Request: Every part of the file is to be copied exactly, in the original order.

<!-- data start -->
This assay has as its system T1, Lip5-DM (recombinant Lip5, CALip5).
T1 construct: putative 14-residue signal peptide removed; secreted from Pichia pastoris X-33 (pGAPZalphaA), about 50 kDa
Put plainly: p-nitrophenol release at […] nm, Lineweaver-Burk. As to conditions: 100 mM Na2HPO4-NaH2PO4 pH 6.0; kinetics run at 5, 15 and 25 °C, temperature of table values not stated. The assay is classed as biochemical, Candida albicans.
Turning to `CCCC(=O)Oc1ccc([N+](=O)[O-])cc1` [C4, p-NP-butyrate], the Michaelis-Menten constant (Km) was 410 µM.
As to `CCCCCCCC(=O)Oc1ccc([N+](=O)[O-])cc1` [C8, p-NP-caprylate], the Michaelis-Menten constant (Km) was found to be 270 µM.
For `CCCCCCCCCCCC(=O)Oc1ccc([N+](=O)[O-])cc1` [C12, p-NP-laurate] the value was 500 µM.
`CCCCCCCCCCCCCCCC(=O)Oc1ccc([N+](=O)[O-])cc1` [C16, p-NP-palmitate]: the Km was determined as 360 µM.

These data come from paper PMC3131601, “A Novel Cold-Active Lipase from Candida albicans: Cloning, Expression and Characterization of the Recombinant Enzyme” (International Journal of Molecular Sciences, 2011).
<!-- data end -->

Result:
This assay has as its system T1, Lip5-DM (recombinant Lip5, CALip5).
T1 construct: putative 14-residue signal peptide removed; secreted from Pichia pastoris X-33 (pGAPZalphaA), about 50 kDa
Put plainly: p-nitrophenol release at […] nm, Lineweaver-Burk. As to conditions: 100 mM Na2HPO4-NaH2PO4 pH 6.0; kinetics run at 5, 15 and 25 °C, temperature of table values not stated. The assay is classed as biochemical, Candida albicans.
Turning to `CCCC(=O)Oc1ccc([N+](=O)[O-])cc1` [C4, p-NP-butyrate], the Michaelis-Menten constant (Km) was 410 µM.
As to `CCCCCCCC(=O)Oc1ccc([N+](=O)[O-])cc1` [C8, p-NP-caprylate], the Michaelis-Menten constant (Km) was found to be 270 µM.
For `CCCCCCCCCCCC(=O)Oc1ccc([N+](=O)[O-])cc1` [C12, p-NP-laurate] the value was 500 µM.
`CCCCCCCCCCCCCCCC(=O)Oc1ccc([N+](=O)[O-])cc1` [C16, p-NP-palmitate]: the Km was determined as 360 µM.

These data come from paper PMC3131601, “A Novel Cold-Active Lipase from Candida albicans: Cloning, Expression and Characterization of the Recombinant Enzyme” (International Journal of Molecular Sciences, 2011).